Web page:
During a public demonstration, an unmodified production US-1, carrying both a FLIR Duo Pro R thermal camera and HD video transmitter, crossed the state’s “playa” – alkali or salt flats – in repeated 72-minute flights. The aircraft flew with and against prevailing winds, covering distances of 29 and 21 miles, respectively.
Image courtesy: Impossible Aerospace Corporation
“The US-1 is the first major breakthrough in drone performance since the introduction of the quadcopter,” says Spencer Gore, CEO. “More importantly, is the first battery-electric aircraft to rival the performance of a conventionally powered system.”
According to the company, the flight was planned to avoid operations over people and protected wilderness areas. The flight was conducted under 14 CFR 107.25, with the pilot operating as a passenger of a moving vehicle over a sparsely populated area maintaining visual line of sight to the aircraft.
“The ultimate vision of Impossible Aerospace is to build long-range electric aircraft that carry goods and people around the world, emissions free,” says Gore. “But electrification changes literally everything about an aircraft, and many of these changes will take years to prove safe enough for passenger transport. In the meantime, we believe it's prudent to push the envelope of electric aircraft using unmanned aircraft, and to advance drone regulations by piloting use cases that save lives.”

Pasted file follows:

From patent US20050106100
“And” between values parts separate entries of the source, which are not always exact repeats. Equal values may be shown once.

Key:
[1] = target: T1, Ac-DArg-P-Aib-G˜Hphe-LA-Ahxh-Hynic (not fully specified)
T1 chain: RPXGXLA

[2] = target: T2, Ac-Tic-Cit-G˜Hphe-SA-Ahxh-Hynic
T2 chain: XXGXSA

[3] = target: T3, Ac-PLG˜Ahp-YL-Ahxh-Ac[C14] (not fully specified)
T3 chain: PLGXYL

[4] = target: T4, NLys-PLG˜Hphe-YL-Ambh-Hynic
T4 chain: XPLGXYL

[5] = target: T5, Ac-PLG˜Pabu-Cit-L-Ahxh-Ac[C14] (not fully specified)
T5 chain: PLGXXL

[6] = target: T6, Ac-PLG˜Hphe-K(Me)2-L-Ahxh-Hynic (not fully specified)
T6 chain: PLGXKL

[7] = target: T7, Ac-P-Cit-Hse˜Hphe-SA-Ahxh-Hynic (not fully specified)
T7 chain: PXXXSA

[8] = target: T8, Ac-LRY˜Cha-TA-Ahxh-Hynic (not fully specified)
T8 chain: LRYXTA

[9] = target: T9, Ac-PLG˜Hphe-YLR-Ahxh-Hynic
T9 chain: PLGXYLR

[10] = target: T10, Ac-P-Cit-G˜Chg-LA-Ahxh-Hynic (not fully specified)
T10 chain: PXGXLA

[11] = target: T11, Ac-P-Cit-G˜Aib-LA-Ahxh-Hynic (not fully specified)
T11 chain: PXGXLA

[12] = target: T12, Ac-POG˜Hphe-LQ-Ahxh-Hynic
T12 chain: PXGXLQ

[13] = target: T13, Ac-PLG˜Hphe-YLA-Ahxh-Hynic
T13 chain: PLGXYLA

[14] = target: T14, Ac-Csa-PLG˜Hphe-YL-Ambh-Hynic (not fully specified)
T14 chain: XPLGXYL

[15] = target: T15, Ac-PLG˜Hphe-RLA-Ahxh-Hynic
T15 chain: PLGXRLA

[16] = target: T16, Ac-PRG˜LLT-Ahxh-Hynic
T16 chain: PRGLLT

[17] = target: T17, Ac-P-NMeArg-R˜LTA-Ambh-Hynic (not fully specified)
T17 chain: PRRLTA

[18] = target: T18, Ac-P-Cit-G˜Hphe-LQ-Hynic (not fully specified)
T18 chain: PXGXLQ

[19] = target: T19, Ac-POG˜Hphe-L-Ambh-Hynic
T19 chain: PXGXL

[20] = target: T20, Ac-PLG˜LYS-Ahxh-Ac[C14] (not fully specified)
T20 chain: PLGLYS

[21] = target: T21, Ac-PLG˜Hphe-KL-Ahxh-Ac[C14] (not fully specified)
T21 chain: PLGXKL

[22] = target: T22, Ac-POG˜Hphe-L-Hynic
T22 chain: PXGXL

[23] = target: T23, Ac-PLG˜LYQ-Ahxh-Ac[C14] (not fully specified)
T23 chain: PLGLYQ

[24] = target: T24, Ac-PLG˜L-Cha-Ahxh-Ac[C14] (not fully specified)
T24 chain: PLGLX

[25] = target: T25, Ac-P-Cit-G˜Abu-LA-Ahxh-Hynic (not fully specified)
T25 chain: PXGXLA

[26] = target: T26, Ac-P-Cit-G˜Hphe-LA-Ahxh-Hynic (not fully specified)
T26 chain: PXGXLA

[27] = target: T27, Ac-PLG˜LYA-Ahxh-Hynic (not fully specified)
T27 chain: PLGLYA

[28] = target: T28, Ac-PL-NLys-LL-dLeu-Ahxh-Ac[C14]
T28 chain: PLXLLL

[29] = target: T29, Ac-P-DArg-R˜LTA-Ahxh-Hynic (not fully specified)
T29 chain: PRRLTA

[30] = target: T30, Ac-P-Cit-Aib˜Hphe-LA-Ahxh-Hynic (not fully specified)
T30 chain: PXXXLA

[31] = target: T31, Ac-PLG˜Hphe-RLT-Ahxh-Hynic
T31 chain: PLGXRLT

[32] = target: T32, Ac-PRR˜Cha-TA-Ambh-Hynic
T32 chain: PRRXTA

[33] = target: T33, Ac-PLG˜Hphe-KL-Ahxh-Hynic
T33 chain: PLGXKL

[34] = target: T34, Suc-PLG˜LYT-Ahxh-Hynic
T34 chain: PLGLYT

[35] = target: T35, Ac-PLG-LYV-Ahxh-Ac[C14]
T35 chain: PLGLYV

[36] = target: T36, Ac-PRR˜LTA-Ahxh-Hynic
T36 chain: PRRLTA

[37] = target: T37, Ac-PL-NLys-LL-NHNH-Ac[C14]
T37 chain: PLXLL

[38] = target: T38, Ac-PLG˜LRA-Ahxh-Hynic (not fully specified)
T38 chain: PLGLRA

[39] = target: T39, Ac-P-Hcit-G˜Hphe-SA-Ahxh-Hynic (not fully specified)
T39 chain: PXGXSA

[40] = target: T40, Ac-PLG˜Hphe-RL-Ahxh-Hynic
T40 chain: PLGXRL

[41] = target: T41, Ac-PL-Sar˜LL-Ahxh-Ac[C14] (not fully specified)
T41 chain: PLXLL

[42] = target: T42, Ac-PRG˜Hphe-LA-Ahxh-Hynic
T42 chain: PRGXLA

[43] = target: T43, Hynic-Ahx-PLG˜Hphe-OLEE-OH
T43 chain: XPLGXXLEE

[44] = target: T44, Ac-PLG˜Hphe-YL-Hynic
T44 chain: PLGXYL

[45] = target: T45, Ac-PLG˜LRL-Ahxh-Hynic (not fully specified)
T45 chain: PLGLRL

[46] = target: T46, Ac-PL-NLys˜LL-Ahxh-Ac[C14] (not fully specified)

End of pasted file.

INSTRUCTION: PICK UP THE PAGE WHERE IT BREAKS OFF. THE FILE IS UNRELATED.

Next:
The US-1 – first unveiled at InterDrone 2018 – has seen strong commercial traction with government and enterprise customers. On August 5th, the city of San Pablo, California announced it would be purchasing three US-1 aircraft for use by its police department, and on August 13, gas detection company SeekOps announced it would begin integrating the US-1.
The company has already performed unrequested flights over emergencies including a construction fire, a police standoff, and a forest fire to offer infrared visualization capabilities to local government and law enforcement organizations.
Impossible Aerospace designs, engineers, assembles and services the US-1 from its headquarters factory in Santa Clara, California.
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William Kucinski is content editor at SAE International, Aerospace Products Group in Warrendale, Pa. Previously, he worked as a writer at the NASA Safety Center in Cleveland, Ohio and was responsible for writing the agency’s System Failure Case Studies. His interests include literally anything that has to do with space, past and present military aircraft, and propulsion technology.
Contact him regarding any article or collaboration ideas by e-mail at firstname.lastname@example.org.